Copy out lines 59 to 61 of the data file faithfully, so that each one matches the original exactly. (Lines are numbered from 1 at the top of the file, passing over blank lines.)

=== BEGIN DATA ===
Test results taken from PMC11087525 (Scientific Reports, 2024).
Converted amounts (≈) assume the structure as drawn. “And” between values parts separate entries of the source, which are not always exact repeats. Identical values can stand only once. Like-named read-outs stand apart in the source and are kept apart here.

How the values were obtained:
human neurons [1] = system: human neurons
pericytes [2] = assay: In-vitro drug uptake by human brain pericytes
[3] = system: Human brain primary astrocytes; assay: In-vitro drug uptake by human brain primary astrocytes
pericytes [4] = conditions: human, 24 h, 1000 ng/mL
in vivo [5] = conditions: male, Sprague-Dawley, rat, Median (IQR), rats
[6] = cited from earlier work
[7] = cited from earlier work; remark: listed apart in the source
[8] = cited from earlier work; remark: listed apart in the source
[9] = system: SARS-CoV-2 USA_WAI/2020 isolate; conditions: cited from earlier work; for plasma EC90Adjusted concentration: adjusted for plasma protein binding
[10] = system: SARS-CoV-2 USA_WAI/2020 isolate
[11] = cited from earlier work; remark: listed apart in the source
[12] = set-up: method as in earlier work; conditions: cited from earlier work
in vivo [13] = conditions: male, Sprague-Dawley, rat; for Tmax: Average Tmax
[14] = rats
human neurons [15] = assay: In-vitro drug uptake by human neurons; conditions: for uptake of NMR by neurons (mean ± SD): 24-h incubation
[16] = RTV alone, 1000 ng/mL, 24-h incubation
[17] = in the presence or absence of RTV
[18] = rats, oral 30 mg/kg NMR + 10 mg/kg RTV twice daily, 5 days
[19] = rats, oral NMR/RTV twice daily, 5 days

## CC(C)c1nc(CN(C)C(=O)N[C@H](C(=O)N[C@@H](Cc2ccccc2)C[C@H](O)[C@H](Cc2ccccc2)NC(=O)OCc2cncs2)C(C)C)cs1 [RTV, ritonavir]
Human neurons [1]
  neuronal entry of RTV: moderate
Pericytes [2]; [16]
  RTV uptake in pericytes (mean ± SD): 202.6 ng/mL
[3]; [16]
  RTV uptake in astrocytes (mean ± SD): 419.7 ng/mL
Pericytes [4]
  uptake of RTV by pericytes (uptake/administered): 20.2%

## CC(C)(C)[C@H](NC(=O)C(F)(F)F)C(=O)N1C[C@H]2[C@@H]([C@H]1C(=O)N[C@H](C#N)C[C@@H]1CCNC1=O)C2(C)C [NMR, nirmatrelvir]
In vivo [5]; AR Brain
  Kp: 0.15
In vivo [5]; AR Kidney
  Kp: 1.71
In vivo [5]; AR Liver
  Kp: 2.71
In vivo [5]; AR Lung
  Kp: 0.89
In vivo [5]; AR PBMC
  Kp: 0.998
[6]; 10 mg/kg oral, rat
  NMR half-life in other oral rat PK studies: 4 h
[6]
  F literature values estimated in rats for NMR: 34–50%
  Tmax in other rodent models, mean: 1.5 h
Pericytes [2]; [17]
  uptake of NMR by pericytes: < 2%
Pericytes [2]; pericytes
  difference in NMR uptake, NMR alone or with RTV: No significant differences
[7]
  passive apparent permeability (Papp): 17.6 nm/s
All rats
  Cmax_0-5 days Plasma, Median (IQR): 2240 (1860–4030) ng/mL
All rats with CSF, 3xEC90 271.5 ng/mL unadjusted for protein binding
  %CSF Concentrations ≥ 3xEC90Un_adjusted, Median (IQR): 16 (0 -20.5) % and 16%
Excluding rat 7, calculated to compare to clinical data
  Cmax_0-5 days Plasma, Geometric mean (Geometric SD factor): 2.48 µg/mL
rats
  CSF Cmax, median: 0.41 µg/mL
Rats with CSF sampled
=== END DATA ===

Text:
  Cmax_0-5 days Plasma, Geometric mean (Geometric SD factor): 2.48 µg/mL
rats
  CSF Cmax, median: 0.41 µg/mL